Cici Butler-Stasiuk finished third today on DJB Montyonthespot (on which Cici finished 3rd in the FITS 100 in Florida on March 6) - on the LD! With 11,000 miles and title of National Endurance Champion 4 times (2 50's and 2 100's - she won the National Championship 100 here at Fort Howes in 2005) under her belt, I had to ask: "When was the last time you rode an LD?" "Oh, maybe when I was 7!" (Or, possibly, never.) She accompanied Remy Hallam on DJB Cytron Kon JMF (on which Cici won the 100-mile Gallop on the Greenway on January 30 - both are WEG qualified horses). That didn't stop Cici from being thoroughly pleased and excited to accept a bucket for her ride award that night. Remy Hallam was pretty happy too.
Linda Fisher of Kenlyn Arabians rode Kenlyn Elusion on his fourth LD. "I just got my 20,000 miles. I don't have to ride a 50 anymore if I don't want to!"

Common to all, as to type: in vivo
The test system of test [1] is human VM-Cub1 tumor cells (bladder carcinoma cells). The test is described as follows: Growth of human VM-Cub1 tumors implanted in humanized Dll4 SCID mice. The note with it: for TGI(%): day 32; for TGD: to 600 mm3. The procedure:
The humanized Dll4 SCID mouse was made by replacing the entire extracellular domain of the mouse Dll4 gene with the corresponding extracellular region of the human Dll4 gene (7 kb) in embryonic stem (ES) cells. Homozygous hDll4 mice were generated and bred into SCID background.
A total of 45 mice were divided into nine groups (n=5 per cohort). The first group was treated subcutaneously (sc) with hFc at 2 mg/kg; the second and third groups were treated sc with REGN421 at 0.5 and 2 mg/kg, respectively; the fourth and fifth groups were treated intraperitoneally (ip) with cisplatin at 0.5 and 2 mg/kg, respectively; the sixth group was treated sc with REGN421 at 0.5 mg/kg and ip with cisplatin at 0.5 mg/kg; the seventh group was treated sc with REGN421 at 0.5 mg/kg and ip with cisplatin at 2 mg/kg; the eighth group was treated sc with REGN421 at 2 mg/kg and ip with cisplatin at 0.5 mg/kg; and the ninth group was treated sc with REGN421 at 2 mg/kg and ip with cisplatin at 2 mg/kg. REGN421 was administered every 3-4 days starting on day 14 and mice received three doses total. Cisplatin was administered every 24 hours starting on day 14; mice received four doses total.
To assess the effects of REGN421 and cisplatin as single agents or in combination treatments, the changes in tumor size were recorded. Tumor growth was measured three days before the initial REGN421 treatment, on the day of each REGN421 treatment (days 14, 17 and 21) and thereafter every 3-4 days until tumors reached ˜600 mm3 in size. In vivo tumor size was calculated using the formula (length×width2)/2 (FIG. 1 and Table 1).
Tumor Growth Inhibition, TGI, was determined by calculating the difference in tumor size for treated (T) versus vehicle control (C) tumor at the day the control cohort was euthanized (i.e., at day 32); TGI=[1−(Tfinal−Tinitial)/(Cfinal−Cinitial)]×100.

14 of 16 starters completed the LD. The turtle, Karen Cox, finished just before the rain started. Karen has a great recap of her weekend here.
Cody Boysen and MD Maverick galloped out to the lead on the 50 miler. Cody stayed in front until his horse vetted out lame after loop 2 - and that left Columbian Gregory Smetek on Ivanov the winner. Gregory keeps his horses in training with Roxy Welling; this was Ivanov's first 50.
Roxy finished 3rd in the 50 on Pablo. She and Colleen Devry and Sue Hedgecock had a little race-off over the last 50 yards to the finish. Colleen finished second on Nightwind's Indigo Bey; Sue and Amazing Kon were pulled lame at the finish. "I know I shouldn't have raced at the finish," Sue said later. "But - it was fun! I felt like a 10-year-old kid. I couldn't help it!" Colleen agreed - sometimes that little kid just takes over the reins and spurs you on, and you just have to let her do that!
21 of 28 horses finished the 50.